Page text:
Internal combustion generate a lot of heat in your car engine. But how to tell if the engine is overheating and is on the verge of collapsing? Being stranded on the roadway waiting for a tow truck to come to your rescue is something all of us would like to avoid in our lifetime.
Therefore, knowing the symptoms of engine damage from overheating can help you stay put from actually damaging the engine. Thus, if you seek to know in detail about engine overheating causes, this guide is intended for you only. This guide will explain the possible causes of engine overheating and its symptoms.
Also, once you read the article, you will find all the easy ways to tell if your car engine is overheated. Check out how to keep your car engine always in working condition.
Why is My Car Overheating? 7 Possible Causes of Engine Overheating
The engine is the most important and central part of a car, and ignoring the overheating issues of the engine could cost you a high expense later. Therefore, examining the situation and symptoms of engine damage from overheating would help.
For your ease, below are the 7 most common possible causes of engine overheating that you never neglect.
Cause #1: Low Coolant or No Coolant
The coolant is the primary liquid that keeps the engine cool. The whole coolant system keeps the smooth flow of coolant to continuously provide cooling to the engine. This entire process pulls out the heat from the engine, as the combustion part could reach up to 240 Degrees Celsius.
Therefore, the coolant often gets low within the time, which could cause the engine to overheat in extreme situations. Low coolant or no coolant could be one of the causes of engine overheating. If you are maintaining coolant constantly and still facing overheating issues, you must figure out where it is going.
Cause #2: Cooling System Leaks
As mentioned above, you have read the low coolant cause of engine overheating. Adding to this, an internal leakage in the coolant system or pipe could drain up the coolant. The coolant system includes a pump, Radiator, Thermostat, hoses, and gasket, which keeps the engine cool. Therefore, leakage in any part of the coolant system would cause engine overheating even after you stop the oil off.
The leakage in the cooling system would mix the coolant with different things, like your oil, and nothing will cool down as it ought to. Spots or puddles can detect leaks in the coolant system on the surface. If you spot green spots on pipes or the surface would be coolant leakage and the reason for engine overheating.
Cause #3: A Broken Water Pump
The water pump is another main cooling system component that keeps coolant traveling through the cooling system smoothly. The coolant ingests heat from the engine, and the water pump helps to flow it through hoses to the Radiator. When the Radiator sets apart heat from the coolant, the coolant transfers back to the engine, and this process keeps on running to keep the engine cool in any situation.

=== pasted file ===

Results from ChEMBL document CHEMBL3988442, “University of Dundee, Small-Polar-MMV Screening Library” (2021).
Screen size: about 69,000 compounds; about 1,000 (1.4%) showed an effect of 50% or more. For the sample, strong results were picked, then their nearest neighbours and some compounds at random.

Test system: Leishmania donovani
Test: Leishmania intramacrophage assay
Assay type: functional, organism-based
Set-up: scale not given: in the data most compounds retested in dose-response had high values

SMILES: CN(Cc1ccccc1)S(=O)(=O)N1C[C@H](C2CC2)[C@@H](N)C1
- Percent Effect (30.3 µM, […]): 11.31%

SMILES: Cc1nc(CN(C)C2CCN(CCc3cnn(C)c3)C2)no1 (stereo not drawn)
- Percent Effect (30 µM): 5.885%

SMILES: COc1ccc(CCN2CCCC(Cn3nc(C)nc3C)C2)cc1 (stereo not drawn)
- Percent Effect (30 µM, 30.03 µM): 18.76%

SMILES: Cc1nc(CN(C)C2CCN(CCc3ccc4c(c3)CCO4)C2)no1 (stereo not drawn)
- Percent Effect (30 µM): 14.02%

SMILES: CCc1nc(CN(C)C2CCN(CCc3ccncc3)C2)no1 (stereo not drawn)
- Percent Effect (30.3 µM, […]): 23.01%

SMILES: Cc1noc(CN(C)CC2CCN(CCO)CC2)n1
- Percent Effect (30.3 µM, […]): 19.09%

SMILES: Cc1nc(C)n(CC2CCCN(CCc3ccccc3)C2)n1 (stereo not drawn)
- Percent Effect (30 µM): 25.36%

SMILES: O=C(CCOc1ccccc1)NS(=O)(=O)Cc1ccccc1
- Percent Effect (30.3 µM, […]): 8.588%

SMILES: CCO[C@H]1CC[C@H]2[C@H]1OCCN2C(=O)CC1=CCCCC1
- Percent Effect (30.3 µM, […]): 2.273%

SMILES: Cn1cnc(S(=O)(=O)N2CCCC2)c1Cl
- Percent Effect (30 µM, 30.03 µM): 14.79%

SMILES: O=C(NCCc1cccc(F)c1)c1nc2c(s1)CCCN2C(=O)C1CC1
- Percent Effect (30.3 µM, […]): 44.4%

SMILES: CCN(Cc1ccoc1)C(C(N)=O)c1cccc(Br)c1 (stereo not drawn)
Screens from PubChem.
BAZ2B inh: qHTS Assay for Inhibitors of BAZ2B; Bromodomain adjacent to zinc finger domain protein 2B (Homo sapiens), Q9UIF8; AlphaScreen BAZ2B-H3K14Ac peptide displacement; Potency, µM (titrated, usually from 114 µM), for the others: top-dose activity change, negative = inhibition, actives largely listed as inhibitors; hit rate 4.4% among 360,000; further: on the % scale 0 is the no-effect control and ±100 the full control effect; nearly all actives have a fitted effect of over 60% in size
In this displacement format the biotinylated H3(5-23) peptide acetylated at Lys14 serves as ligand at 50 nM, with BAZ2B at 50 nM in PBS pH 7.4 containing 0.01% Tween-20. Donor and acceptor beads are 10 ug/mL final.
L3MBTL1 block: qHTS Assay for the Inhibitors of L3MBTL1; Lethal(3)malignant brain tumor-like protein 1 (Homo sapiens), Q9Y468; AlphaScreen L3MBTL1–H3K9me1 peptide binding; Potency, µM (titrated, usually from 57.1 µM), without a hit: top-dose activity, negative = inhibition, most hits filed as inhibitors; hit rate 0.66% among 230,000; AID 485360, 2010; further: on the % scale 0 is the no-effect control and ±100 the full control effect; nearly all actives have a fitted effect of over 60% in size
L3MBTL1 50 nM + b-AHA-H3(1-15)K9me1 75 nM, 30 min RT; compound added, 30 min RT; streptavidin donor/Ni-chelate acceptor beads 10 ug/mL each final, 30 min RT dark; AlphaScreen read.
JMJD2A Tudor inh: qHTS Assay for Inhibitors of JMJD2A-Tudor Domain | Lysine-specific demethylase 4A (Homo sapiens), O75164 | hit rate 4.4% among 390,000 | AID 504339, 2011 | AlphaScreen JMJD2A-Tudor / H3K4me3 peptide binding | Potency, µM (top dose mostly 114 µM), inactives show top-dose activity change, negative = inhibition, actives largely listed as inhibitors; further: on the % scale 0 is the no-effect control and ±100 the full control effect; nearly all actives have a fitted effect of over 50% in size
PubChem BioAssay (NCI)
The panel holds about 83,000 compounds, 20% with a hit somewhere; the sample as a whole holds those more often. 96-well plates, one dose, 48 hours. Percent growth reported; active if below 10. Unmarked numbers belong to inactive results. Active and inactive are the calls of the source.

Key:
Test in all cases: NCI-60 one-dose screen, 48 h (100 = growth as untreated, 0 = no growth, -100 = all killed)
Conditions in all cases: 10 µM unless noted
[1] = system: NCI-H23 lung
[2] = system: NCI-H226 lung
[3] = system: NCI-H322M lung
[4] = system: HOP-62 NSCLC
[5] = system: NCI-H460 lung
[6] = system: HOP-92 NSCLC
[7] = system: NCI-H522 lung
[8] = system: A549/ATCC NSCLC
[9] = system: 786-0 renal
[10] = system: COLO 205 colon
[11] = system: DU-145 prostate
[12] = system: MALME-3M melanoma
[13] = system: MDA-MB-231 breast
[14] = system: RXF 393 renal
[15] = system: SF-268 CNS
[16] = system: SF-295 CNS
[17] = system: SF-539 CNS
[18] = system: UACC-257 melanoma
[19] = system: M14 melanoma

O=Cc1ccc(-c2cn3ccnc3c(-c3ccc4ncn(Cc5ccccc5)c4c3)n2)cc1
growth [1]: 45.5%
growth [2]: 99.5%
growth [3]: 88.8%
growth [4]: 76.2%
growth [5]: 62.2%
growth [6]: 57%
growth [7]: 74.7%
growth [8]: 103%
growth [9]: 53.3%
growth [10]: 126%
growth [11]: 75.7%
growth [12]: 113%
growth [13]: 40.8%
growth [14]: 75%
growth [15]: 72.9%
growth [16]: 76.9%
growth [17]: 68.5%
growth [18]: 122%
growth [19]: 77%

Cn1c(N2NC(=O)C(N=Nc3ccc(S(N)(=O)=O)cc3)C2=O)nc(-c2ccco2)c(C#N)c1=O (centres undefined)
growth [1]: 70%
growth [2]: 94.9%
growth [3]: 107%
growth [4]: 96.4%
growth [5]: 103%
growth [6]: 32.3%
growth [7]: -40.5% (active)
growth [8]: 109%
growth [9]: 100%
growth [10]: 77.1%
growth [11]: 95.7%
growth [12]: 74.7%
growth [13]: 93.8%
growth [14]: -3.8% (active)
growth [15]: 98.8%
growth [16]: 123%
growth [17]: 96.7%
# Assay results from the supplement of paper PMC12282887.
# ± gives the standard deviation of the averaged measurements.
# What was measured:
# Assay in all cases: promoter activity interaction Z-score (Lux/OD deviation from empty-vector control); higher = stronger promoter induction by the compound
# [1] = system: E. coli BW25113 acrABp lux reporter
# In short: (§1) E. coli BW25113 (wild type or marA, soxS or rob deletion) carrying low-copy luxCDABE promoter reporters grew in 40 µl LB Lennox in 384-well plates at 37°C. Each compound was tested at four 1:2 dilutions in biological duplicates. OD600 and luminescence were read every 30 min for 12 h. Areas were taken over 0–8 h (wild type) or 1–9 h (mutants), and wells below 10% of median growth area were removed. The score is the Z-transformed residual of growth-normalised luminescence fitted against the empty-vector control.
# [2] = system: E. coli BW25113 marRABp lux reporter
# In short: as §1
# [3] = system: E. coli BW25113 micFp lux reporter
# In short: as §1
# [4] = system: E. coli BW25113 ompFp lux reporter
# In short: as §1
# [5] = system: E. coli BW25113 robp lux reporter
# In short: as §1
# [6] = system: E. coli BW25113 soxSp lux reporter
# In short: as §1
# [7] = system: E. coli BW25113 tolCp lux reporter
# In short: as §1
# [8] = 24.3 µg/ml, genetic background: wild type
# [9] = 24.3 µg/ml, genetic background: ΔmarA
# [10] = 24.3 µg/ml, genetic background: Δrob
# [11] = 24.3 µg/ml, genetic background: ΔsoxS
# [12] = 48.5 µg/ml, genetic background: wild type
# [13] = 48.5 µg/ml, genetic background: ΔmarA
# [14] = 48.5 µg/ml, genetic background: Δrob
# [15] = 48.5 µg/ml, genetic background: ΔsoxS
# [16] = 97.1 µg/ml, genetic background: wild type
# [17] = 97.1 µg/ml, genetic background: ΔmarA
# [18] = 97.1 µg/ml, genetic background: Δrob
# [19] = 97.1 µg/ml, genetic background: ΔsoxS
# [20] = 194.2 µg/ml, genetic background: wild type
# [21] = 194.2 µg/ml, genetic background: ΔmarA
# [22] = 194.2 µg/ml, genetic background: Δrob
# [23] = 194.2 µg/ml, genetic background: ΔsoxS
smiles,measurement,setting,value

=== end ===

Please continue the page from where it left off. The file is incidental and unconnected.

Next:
Although, if you are sure with coolant, no leakages, and still facing engine overheating causes, the broken or bad water pump must be the main reason for engine overheating.
Cause #4: Thermostat Failure
Like any other cooling system part, the Thermostat has an essential role in cooling the engine. The failure of the Thermostat could easily spell overheating to the engine. The Thermostat controls the coolant and helps hold the engine back from overheating.
Apart from overheating issues, irregular fluctuations in temperature are other indications of a bad thermostat.
Cause #5: Clogged or Damaged Radiator
The Radiator is a main part of the entire cooling system. It assists in pulling heat away from your engine. Hence, if anything turns out badly with the Radiator, for example, a build-up from dust particles and debris, it could become another possible cause of engine overheating.
In such a situation, your engine could undoubtedly overheat. Apart from it, sometimes any leakage or damaged radiator cap hinders extracting hot air from coolant and makes the engine overheat.
Cause #6: Head Gasket Failure
The head gasket is only the part that seals the engine’s combustion system for the proper compression of the engine power. The head gasket keeps the engine block and separates the cylinder head in simple terms. Somehow, if the head gasket blows off, it would make the coolant get into the ignition chamber, and the cooling system fills with oil. The weird it sounds, the major it causes the problem.